Ellen Page. Willem Dafoe.
These two names alone would have you thinking that the stars of Inception and Spider Man would be co-starring in a new blockbuster movie. Instead, both are appearing in a game entitled “Beyond: Two Souls” developed by Quantum Dream and published by Sony, exclusively for the PS3.
In recent history, Sony has had some powerful exclusive titles on the Playstation 3 including Uncharted, God of War and Heavy Rain, to name but a few. With Sony having such a strong back catalogue however, I believe that the strongest exclusive Sony has had may prove to be a hindrance on the success of Beyond: Two Souls. This “strongest” exclusive game I am referring to is The Last of Us. I have only played around 30 minutes of Beyond but, within that time, I have managed to see some comparisons between both Beyond and TLOU and why I think Naughty Dog’s latest hit could hurt Beyond: Two Souls.
A quick overview of what the game’s story involves; Jodie (Ellen Page) has paranormal powers due to her mysterious entity, called Aiden, and you explore what effect this has had on her life from childhood to adulthood. Jodie is the only person who is able to communicate with Aiden and he has been with Jodie ever since she was born. Nathan Dawkins (Willem Dafoe) is a government scientist who works with Jodie studying her power but also acts like a surrogate father.
Even before I had played any of the game, the first thing I thought of when I looked at trailers for Beyond was, “Why is Ellie from The Last of Us in this game?” The build-up I remember to this game was the fallout between Ellen Page and The Last of Us after she claimed that Naughty Dog had, “Used her likeness,” when creating Ellie. While this isn’t direct comparisons between the two games here, I believe that this may have an impact on some sales for Beyond as die-hard fans of TLOU may think that Ellen Page is overreacting when she made those claims and TLOU fans may have become disinterested in the Beyond.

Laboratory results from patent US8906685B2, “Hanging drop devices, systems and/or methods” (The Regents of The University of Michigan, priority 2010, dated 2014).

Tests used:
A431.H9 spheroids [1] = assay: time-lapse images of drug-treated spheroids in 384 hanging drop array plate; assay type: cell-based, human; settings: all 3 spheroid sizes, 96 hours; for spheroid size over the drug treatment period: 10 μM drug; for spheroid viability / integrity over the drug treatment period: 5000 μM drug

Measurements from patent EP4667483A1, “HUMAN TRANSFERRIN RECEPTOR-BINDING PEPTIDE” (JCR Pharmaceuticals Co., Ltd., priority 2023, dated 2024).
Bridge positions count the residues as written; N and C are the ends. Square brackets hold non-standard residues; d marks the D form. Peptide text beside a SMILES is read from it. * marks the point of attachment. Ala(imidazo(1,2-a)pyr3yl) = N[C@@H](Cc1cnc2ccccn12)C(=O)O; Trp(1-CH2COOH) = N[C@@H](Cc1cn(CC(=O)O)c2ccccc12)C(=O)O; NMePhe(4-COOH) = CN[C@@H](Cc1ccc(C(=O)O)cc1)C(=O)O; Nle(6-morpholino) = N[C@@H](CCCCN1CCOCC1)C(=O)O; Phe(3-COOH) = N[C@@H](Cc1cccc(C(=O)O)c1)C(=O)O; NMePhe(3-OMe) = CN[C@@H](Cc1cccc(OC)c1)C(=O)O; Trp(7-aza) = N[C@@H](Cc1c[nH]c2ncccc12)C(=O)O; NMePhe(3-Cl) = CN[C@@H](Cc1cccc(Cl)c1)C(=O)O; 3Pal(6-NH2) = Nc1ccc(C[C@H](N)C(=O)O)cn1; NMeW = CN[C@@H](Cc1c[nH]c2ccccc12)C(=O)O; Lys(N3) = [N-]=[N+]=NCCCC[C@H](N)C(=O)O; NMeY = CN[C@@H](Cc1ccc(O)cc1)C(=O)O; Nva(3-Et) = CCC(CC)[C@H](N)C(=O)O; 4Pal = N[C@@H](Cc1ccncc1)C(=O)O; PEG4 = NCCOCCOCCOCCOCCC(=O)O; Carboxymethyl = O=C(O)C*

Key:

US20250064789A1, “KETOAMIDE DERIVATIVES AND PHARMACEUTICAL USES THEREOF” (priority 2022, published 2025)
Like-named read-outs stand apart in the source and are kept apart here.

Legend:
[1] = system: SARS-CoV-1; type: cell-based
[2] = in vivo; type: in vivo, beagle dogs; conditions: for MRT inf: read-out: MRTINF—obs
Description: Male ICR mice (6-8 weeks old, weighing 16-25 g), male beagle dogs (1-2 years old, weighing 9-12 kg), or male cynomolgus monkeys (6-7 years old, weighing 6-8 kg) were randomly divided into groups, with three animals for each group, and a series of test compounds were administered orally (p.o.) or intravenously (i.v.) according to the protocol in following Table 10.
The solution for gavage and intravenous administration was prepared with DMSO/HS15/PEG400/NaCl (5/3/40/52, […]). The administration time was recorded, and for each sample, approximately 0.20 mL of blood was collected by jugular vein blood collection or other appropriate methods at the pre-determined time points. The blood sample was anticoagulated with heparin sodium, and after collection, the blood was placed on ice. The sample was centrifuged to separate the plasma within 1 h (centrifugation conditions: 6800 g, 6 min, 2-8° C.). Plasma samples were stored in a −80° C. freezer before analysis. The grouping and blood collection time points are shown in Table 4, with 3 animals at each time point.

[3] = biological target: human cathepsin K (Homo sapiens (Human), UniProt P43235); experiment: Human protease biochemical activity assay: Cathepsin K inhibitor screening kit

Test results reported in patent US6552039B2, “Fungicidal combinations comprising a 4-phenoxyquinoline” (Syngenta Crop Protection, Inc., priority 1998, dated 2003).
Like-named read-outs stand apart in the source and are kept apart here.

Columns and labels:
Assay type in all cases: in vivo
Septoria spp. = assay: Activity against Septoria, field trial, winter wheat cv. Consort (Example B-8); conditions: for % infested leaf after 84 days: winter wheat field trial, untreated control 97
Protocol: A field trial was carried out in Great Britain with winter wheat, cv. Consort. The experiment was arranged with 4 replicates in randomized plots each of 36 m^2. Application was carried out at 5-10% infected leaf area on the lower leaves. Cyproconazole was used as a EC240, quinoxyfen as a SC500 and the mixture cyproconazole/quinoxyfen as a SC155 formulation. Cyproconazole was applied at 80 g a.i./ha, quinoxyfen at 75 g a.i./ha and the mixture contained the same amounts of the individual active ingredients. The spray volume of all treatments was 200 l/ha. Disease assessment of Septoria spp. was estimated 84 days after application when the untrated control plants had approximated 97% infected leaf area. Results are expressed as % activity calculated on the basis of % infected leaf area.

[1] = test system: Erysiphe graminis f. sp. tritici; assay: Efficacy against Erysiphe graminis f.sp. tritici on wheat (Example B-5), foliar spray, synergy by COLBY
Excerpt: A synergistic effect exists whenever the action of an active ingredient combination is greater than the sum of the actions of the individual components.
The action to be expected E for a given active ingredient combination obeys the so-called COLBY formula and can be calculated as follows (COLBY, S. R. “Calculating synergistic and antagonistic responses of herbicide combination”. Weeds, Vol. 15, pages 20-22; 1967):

Moving onto the gameplay for Beyond, I played the short demo that was available from Wednesday 2nd of October via the PSN Store. As I had played it last night, I had seen some people comparing the game to Heavy Rain which I have never played. Although the sections I had played were only on the demo, I could still grasp an understanding of the controls and the way which the game worked. The game doesn’t use much of the controller for the majority of the experience, which may suit some due to its simple control system.
The game looks excellent; graphically wise it is one of the best looking games this generation. That being said, the game suffers from this as Beyond focuses too much on the quick time events (QTE’s) and takes away the freedom of playing a game how you want to play it. At times through the demo, I was reminded of a certain Resident Evil 6 which terribly returned to our consoles a year ago, yesterday. The buttons are constantly coming up on the screen telling you what to press and it feels as though the game is holding your hand through the game, as far as I played anyway. In the times where you do have full control of Jodie, you are allowed to explore certain things and it feels as
though you can play the game as you wish. This feeling doesn’t last as you are constantly watching and interacting with QTE’s.